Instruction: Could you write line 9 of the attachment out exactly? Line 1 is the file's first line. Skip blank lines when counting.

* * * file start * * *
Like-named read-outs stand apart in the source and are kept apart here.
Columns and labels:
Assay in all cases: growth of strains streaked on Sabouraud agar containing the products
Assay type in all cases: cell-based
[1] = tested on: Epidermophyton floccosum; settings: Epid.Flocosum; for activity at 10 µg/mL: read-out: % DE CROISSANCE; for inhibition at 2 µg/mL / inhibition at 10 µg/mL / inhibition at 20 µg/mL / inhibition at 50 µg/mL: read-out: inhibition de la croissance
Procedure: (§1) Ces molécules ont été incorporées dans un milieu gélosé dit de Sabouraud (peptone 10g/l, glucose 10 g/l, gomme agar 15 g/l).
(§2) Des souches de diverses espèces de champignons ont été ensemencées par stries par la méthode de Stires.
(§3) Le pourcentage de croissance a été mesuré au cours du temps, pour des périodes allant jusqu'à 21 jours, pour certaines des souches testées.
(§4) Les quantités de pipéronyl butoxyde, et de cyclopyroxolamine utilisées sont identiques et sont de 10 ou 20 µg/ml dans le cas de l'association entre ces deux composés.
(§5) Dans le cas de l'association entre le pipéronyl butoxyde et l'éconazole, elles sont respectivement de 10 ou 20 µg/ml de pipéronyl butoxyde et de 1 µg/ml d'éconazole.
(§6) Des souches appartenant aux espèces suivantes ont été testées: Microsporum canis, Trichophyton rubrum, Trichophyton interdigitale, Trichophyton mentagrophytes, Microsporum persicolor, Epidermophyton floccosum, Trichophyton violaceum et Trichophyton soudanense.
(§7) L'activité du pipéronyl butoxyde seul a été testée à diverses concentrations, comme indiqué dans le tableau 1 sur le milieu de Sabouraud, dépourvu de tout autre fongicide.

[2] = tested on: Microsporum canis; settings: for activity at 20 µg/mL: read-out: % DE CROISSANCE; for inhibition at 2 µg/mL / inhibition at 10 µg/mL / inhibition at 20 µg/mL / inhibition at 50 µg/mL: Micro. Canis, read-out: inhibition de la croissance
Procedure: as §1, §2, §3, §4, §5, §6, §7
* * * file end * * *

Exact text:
(§4) Les quantités de pipéronyl butoxyde, et de cyclopyroxolamine utilisées sont identiques et sont de 10 ou 20 µg/ml dans le cas de l'association entre ces deux composés.